Despite the fact that almost half of all undergraduates in the United States are attending two-year institutions, community colleges receive only 2 percent of the $28 billion annually donated to postsecondary educational institutions. Foundations, corporations and individuals contribute 98 percent of donations to four-year schools, some of which already have tens of billions of dollars in endowments, while failing to support two-year colleges that have a much greater need. Only 25 percent of jobs in the United States require a degree from a four-year college, yet 70 percent of jobs require training provided by two-year institutions. While four-year colleges are the bedrock of our college system, we need a more balanced approach if we want to break the cycle of poverty by providing education to those who need it the most. Think of the impact on almost half of the undergraduates in our country if they benefited from 20 or 25 percent of the annual donations made to higher education instead of a mere 2 percent. Mr. President, I would ask that you use the bully pulpit of your office to call for a more equitable approach and publicly highlight this issue by asking our country’s wealthiest individuals and foundations to shift a greater percentage of their contributions directly to two-year colleges.

Education can increase federal and state revenues without increasing taxes or cutting programs. An individual with a two-year associate’s degree earns twice as much as a high school dropout and 20 to 30 percent more than a high school graduate. Additionally, someone with an associate degree is halfway to earning a four-year bachelor’s degree, which over a lifetime results in $1 million more than those with just a high school diploma. These figures not only represent more income for the individual, they also portray more buying power, investment capital and tax revenues, offering positive benefits for the economy. Not only do better educated citizens provide more revenue within the tax base, these citizens are less likely to draw on government programs such as welfare and unemployment benefits. Improving educational opportunities leads to a better work force which directly improves our economy and our security. Education must become a regular focus with an equal demand on the time of our President. An appropriate amount of that focus should center on two-year colleges with regularly visits, important policy announcements, and commencement speeches all occurring on two-year campuses. Mr. President, I would ask that you take at least as much time to focus on educational issues, with a suitable emphasis on two-year colleges, as you take to focus on the economy or our national security.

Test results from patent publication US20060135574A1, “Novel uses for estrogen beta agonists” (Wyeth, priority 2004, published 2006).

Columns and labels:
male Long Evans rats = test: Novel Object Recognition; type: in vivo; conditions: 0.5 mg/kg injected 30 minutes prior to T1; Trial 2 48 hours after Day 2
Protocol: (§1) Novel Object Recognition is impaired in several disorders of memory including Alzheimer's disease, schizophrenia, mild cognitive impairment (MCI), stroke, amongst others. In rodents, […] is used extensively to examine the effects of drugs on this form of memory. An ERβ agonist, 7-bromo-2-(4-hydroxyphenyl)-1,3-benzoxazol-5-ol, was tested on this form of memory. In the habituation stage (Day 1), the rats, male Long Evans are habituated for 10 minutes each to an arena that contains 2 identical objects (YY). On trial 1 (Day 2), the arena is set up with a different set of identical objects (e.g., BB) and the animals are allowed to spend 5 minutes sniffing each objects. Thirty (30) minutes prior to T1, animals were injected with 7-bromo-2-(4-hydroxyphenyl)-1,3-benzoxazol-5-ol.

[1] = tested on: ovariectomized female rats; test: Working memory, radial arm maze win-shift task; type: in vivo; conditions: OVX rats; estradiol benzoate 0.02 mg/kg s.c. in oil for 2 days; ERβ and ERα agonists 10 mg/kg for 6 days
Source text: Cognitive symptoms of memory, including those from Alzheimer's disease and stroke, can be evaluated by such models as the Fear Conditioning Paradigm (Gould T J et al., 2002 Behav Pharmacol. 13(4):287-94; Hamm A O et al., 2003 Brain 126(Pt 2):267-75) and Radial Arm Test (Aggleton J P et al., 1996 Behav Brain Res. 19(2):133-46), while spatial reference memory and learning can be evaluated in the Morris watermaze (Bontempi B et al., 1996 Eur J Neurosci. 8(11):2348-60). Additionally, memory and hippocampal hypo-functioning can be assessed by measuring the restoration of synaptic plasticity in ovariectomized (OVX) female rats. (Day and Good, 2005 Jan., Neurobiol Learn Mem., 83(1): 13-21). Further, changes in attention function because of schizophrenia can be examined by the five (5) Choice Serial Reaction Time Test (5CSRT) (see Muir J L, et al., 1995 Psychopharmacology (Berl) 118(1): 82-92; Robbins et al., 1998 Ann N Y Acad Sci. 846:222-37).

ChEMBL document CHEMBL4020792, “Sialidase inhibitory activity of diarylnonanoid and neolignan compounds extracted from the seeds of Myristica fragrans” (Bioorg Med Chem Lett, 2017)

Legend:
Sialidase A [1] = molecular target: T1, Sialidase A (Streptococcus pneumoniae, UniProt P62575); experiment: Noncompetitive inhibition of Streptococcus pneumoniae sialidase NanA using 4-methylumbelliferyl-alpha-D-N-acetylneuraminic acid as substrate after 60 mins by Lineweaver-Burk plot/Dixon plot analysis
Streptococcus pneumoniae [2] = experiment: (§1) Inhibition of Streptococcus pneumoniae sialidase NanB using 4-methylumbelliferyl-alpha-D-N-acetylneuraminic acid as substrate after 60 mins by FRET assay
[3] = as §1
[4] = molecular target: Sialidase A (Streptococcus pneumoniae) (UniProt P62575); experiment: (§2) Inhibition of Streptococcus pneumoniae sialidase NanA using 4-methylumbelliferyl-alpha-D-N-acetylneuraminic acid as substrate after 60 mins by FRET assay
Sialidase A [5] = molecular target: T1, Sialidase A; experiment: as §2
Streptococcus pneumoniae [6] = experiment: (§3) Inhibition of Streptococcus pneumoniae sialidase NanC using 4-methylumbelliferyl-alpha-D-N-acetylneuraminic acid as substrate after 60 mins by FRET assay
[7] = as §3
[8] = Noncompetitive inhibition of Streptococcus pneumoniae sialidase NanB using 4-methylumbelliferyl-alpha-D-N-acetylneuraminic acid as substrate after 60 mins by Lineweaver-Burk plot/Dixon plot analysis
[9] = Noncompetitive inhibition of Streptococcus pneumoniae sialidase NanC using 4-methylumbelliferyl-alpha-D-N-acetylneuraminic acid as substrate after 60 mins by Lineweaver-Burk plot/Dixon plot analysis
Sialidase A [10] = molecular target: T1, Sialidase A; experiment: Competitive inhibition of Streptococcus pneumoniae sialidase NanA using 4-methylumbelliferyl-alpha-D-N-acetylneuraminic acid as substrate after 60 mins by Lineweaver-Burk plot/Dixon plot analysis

Every president says that education is a priority, yet their actions in the Oval Office all too frequently indicate otherwise. It is time to move beyond the stimulus bill and focus on fundamental changes. My plea is that you realize the education of our citizens, from kindergarten to graduate school, is directly related to the well being of our country. Teachers are just as important as entertainers, two-year colleges are just as important as four-year colleges, and the subject of education is just as important as economic concerns and national security issues. The total cost of highlighting these three concepts as suggested is zero. Yet, by taking such steps you begin to demonstrate that education is truly a priority. The hope of all America is that you lead us to a brighter future. I believe education is the path that will take us there.


Drew A. Bennett


Drew A. Bennett is chancellor of Missouri State University-West Plains.